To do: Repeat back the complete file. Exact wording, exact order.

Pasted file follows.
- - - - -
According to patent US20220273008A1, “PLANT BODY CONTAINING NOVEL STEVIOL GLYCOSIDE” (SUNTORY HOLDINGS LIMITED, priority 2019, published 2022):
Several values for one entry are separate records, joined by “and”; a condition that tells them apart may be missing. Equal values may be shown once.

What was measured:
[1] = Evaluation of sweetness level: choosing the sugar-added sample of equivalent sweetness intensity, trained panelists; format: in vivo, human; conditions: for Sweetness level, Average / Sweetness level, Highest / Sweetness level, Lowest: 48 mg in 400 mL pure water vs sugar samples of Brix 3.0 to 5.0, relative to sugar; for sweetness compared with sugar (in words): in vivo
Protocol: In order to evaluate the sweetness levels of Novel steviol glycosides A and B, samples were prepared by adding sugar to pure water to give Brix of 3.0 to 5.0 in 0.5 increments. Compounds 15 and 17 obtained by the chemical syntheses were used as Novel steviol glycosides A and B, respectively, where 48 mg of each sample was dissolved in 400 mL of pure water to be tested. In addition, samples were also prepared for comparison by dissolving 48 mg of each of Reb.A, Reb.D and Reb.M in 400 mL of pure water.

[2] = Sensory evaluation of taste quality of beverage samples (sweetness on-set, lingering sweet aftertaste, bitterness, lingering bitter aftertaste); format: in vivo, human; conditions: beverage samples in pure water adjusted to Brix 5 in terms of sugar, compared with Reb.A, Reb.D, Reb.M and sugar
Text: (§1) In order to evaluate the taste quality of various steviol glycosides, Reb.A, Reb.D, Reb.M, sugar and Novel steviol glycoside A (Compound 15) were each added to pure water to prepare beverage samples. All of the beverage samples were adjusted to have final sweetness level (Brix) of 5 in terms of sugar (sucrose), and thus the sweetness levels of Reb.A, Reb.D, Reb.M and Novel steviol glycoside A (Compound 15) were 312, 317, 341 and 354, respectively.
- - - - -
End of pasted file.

According to patent US20220273008A1, “PLANT BODY CONTAINING NOVEL STEVIOL GLYCOSIDE” (SUNTORY HOLDINGS LIMITED, priority 2019, published 2022):
Several values for one entry are separate records, joined by “and”; a condition that tells them apart may be missing. Equal values may be shown once.

What was measured:
[1] = Evaluation of sweetness level: choosing the sugar-added sample of equivalent sweetness intensity, trained panelists; format: in vivo, human; conditions: for Sweetness level, Average / Sweetness level, Highest / Sweetness level, Lowest: 48 mg in 400 mL pure water vs sugar samples of Brix 3.0 to 5.0, relative to sugar; for sweetness compared with sugar (in words): in vivo
Protocol: In order to evaluate the sweetness levels of Novel steviol glycosides A and B, samples were prepared by adding sugar to pure water to give Brix of 3.0 to 5.0 in 0.5 increments. Compounds 15 and 17 obtained by the chemical syntheses were used as Novel steviol glycosides A and B, respectively, where 48 mg of each sample was dissolved in 400 mL of pure water to be tested. In addition, samples were also prepared for comparison by dissolving 48 mg of each of Reb.A, Reb.D and Reb.M in 400 mL of pure water.

[2] = Sensory evaluation of taste quality of beverage samples (sweetness on-set, lingering sweet aftertaste, bitterness, lingering bitter aftertaste); format: in vivo, human; conditions: beverage samples in pure water adjusted to Brix 5 in terms of sugar, compared with Reb.A, Reb.D, Reb.M and sugar
Text: (§1) In order to evaluate the taste quality of various steviol glycosides, Reb.A, Reb.D, Reb.M, sugar and Novel steviol glycoside A (Compound 15) were each added to pure water to prepare beverage samples. All of the beverage samples were adjusted to have final sweetness level (Brix) of 5 in terms of sugar (sucrose), and thus the sweetness levels of Reb.A, Reb.D, Reb.M and Novel steviol glycoside A (Compound 15) were 312, 317, 341 and 354, respectively.